Our tribes are dysfunctional, but they won’t break down before Brexit. MPs must work across them—and let go of any "new centrist party" ideasby Dominic Grieve / August 19, 2018 / Leave a comment
As a Conservative Remainer MP I have spent the last two years hoping that the process of Brexit might come to change my opinions on the risks I saw it bringing to our economic wellbeing, our national security and our quality of life. But despite my best efforts to try to see silver linings to clouds, I find myself today even more strongly of the view that we are heading for a deeply dangerous outcome, even a calamitous “no deal,” which would constitute the biggest peacetime crisis in our modern history. I believe that MPs from all parties must work together to prevent a damaging hard exit.
But I am also mindful that some Conservative Party members do not share this view. It is a feature of the debate that I receive emails from those who insist to me that Brexit must take one form only. Invariably, this is followed by the demand that we must leave the single market and the European Economic Area, not engage in any customs union with the European Union and ensure that any role for the European Court of Justice is eliminated. They then insist that they knew exactly what they were voting for in 2016 and demand that I carry out their instructions from which no deviation can be tolerated.
The problem is that this was not the referendum question. It established the principle of leaving the EU but left open the form of relationship we might have with it once we were out. It allowed for plenty of speculation on how it might best be done with none of the moderation that the realities of a negotiation inevitably brings. Furthermore some Leave-voting correspondents still argue for a very different vision of the future, involving a much closer relationship with the EU. I am sure “Remain” voters will have had equally differing reasons for voting as they did.
The abstract nature of the question asked and the complexity of implementing Brexit, is haunting our politics. It exposes differences of opinion in both main parties and has created such a lack of common purpose within the government that it is paralysing it, with the doctrine of collective responsibility all but abandoned. The Chequers summit and the White Paper were intended to restore this, but it is now being ruthlessly undermined by ministerial resignations and the hard Brexiters of my party. Chequers is likely to be rejected by the EU in its present form. Labour will never support it, as its priority, in the absence of any policy of its own, is trying to bring the government down. Yet there is little to suggest that another general election will provide greater clarity as to what policy should be adopted for carrying out Brexit. On the contrary, the result may just contribute to even deeper disenchantment of the electorate with the political process.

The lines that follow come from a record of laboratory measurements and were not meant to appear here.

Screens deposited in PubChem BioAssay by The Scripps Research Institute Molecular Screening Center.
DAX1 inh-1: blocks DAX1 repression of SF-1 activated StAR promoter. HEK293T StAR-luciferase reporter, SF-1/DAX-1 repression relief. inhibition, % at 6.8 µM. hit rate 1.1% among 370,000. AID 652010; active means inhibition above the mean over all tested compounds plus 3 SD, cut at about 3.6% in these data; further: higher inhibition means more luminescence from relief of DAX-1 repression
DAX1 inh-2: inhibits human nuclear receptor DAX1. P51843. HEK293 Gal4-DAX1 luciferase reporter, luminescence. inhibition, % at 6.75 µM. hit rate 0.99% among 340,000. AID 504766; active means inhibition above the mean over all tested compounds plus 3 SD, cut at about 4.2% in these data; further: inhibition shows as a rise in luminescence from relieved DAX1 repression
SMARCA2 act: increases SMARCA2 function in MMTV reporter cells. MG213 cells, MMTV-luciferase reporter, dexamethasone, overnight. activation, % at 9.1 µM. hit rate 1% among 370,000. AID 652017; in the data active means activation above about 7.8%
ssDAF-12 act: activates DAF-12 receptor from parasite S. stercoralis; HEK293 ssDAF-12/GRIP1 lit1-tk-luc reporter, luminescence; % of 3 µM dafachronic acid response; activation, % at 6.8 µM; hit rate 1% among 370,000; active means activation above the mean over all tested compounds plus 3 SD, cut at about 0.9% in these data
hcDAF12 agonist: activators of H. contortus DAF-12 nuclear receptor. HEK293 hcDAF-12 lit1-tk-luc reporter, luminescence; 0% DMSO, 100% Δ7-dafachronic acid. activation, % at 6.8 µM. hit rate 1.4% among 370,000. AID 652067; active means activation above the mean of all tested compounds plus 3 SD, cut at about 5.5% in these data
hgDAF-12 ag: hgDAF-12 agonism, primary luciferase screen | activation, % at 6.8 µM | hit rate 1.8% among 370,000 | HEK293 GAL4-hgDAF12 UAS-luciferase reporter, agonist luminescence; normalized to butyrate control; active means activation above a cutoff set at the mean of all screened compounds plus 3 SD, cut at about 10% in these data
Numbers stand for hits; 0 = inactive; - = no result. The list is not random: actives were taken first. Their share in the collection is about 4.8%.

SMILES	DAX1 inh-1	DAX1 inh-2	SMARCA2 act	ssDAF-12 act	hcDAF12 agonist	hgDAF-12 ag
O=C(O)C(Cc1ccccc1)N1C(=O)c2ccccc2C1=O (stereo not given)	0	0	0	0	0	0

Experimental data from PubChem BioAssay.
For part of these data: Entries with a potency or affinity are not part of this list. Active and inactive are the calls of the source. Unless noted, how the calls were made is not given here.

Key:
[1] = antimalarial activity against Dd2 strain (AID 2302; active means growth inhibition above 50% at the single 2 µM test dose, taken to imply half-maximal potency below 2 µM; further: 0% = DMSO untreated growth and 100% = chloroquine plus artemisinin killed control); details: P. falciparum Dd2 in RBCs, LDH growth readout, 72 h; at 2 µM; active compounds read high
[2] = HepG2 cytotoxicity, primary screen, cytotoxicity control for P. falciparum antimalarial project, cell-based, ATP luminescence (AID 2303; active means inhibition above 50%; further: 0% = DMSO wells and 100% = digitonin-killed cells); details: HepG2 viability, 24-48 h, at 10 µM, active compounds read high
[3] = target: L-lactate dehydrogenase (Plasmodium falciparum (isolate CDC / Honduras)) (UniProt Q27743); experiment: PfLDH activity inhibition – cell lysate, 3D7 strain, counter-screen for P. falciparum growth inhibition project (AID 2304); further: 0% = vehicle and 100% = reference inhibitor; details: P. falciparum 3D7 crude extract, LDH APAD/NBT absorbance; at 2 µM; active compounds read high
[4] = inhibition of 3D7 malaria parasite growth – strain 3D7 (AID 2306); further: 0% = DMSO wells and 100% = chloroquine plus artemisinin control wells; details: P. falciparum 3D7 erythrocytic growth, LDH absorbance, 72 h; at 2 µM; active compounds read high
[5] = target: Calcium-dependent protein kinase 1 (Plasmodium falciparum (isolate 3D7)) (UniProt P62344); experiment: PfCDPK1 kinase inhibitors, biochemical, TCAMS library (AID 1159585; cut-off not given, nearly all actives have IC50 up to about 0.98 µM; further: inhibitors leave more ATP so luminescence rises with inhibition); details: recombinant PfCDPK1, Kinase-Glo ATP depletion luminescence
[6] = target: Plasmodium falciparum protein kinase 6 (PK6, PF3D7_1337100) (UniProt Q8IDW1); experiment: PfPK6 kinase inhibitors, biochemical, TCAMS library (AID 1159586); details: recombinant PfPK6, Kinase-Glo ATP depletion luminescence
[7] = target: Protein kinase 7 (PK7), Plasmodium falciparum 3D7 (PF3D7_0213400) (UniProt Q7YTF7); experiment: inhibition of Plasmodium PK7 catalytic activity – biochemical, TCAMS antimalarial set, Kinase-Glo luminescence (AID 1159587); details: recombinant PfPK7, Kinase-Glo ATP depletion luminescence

Some are suggesting that what is needed is a realignment of the political parties which reflects these divisions. I can’t see this working. The philosophical differences on a wide range of economic and social issues which separate Remain-supporting Conservative and Labour MPs do not lend themselves to the creation of some new “Centre Party,” even before one looks at the varieties of thought within the small group of Liberal Democrat colleagues at Westminster and amongst their supporters. As we saw with the creation of the SDP in the 1980s, it may act as a catalyst for change within the main parties themselves: as eventually happened through New Labour. But a new party would struggle to create a viable and independent alternative. Besides, the prospect we are facing over a no-deal Brexit cannot be met by some long term change in political alignments. Its risks are immediate.
But that does not mean that there is nothing that can be done. There are important areas of agreement between many MPs of mainstream parties and the capacity for us to co-operate to deliver specific outcomes. The more difficult question is whether or not there is the will to do this. Ties of loyalty play an understandably important part in how most MPs interact with their own party and the supporters who have elected and sustained them in their careers. As I know personally it is the strain put on those ties which constitutes the most unpleasant aspect of being at variance with one’s own party line. It is a sign, however, of the growing dysfunction in party loyalty that whereas I was first attacked for voting against the government over parts of the EU Withdrawal Bill, the criticism now is of my unwillingness to join in rejecting outright the PM’s white paper.
The question therefore is of our willingness as MPs to work together to put the national interest before any other. This is why we must consider a further referendum if it becomes clear that no government proposal is viable or it cannot in any event get parliamentary support. The arguments that this is in violation of the 2016 result are without merit. There is clear logic for a major constitutional change being a two-fold process by which the principle is first approved and then confirmed when the details are clearer. It presupposes nothing. If the electorate are determined to leave then this will happen. If they are of a changed mind it would be better to know this now than from their disappointment later.
But to do this we all have a duty not to be bullied into inaction. We need to work together to either achieve a form of Brexit that does not threaten our future or ensure that the decision to complete departure is the electorate’s informed choice.